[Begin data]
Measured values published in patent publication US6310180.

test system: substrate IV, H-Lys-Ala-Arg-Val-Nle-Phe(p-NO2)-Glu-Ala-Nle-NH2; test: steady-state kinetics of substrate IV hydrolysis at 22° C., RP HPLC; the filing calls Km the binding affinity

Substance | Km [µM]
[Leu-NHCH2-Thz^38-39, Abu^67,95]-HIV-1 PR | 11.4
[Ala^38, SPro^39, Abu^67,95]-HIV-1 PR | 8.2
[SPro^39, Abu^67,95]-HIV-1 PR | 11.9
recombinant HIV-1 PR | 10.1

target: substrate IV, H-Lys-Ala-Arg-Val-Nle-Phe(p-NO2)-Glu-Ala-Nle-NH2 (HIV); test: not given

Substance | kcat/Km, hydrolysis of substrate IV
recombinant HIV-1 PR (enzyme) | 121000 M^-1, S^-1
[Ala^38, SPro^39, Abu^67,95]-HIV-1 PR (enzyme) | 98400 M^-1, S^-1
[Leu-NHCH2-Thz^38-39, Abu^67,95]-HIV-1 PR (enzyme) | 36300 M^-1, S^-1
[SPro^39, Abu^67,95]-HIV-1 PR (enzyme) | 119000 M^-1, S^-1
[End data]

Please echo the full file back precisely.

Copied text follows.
Measured values published in patent publication US6310180.

test system: substrate IV, H-Lys-Ala-Arg-Val-Nle-Phe(p-NO2)-Glu-Ala-Nle-NH2; test: steady-state kinetics of substrate IV hydrolysis at 22° C., RP HPLC; the filing calls Km the binding affinity

Substance | Km [µM]
[Leu-NHCH2-Thz^38-39, Abu^67,95]-HIV-1 PR | 11.4
[Ala^38, SPro^39, Abu^67,95]-HIV-1 PR | 8.2
[SPro^39, Abu^67,95]-HIV-1 PR | 11.9
recombinant HIV-1 PR | 10.1

target: substrate IV, H-Lys-Ala-Arg-Val-Nle-Phe(p-NO2)-Glu-Ala-Nle-NH2 (HIV); test: not given

Substance | kcat/Km, hydrolysis of substrate IV
recombinant HIV-1 PR (enzyme) | 121000 M^-1, S^-1
[Ala^38, SPro^39, Abu^67,95]-HIV-1 PR (enzyme) | 98400 M^-1, S^-1
[Leu-NHCH2-Thz^38-39, Abu^67,95]-HIV-1 PR (enzyme) | 36300 M^-1, S^-1
[SPro^39, Abu^67,95]-HIV-1 PR (enzyme) | 119000 M^-1, S^-1